Let the judging begin

HOV ARC

My ARCs have arrived – the Advanced Reader Copies of my novel. These are real live books that look almost exactly like the final book, except that the text has not yet been proofread and the back cover contains some technical information that won’t be in the final version.

I am not being immodest when I say the book is beautiful. I had nothing to do with its appearance – all praise goes to the designer.

Now what?

The book will be released on November 1. In the meantime, we try to get it reviewed.

My publisher is assiduously contacting book reviewers and review outlets with the hope that they will request an ARC. Many have done so and more, we hope, are pending. 

So many  books, so little time

Of course, requesting an ARC does not mean the person will actually review Her Own Vietnam, much less review it positively. Most book reviewers are writers themselves, many with outside jobs as editors or teachers. They live among teetering stacks of books and articles demanding to be read, beset on all sides by deadlines.

Like all writers, book reviewers live in the condition the novelist Alice McDermott described as “having homework every day for the rest of your life.” And like all devout readers, book reviewers have much more desire than time to read.

But still: a reviewer could be reading my novel right this second with the specific intent of judging it, in print and in public.

Different ways to hear it

Listen to this sentence in your head. You could hear it in at least two ways:

“A reviewer could be reading my novel right now!” [Delight]

“A reviewer could be reading my novel right now!” [Terror]

You be the judge.

The Writing Process: A Blog Relay

Read Women 2014 by Joanna Walsh

Read Women 2014 by Joanna Walsh

The writer Rosalie Morales Kearns asked me to participate in a blog relay Q&A about the writing process. She is the author of Virgins and Tricksters, a collection of shimmering short stories that combine erudition and whimsy, a sly feminist wit and a sense of melancholy. Rosalie is also the founder of Shade Mountain Press, a new literary press dedicated to publishing women, which in 2014 will publish two books: Egg Heaven, a collection of haunting and lyrical short stories by Robin Parks; and my own novel, Her Own Vietnam.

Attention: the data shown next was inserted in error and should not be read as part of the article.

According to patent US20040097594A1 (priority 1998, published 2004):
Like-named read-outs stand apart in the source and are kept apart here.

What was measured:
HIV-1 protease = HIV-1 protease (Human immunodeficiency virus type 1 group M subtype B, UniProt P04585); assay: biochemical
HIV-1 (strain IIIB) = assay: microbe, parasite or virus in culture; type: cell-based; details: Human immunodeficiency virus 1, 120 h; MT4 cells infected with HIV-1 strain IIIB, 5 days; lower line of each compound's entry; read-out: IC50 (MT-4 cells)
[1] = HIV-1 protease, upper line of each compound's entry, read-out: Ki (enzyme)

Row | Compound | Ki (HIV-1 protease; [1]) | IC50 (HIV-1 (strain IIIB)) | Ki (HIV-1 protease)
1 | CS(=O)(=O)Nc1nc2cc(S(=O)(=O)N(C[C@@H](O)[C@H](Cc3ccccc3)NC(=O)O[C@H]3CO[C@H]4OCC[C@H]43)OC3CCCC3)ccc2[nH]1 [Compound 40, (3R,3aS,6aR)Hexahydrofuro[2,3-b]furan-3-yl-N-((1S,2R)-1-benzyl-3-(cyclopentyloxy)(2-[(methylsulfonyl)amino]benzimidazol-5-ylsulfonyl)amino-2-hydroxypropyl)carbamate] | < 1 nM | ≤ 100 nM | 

Check out Rosalie’s blog to learn about her writing process and see what she’s working on now.

Writing Process Q & A

Question 1. What are you working on?

I’m putting the finishing touches on Her Own Vietnam, which will be published this fall. The novel is about a woman who served as a U.S. Army nurse in Vietnam, and decades later must confront her wartime memories and the fractures in her family life as the country prepares for the war in Iraq.

At this point, the writing is completed and the book is in the design and production process. In the next few weeks Rosalie will send Advanced Reader Copies to review outlets, and then the book will go through a final proofreading before it goes to press. I’m lucky that Shade Mountain Press invites its authors to participate in all of this, from discussing the cover design to considering different styles for the chapter headings to thinking about which publications and websites might review the book.

Question 2. How does your work differ from others of its genre?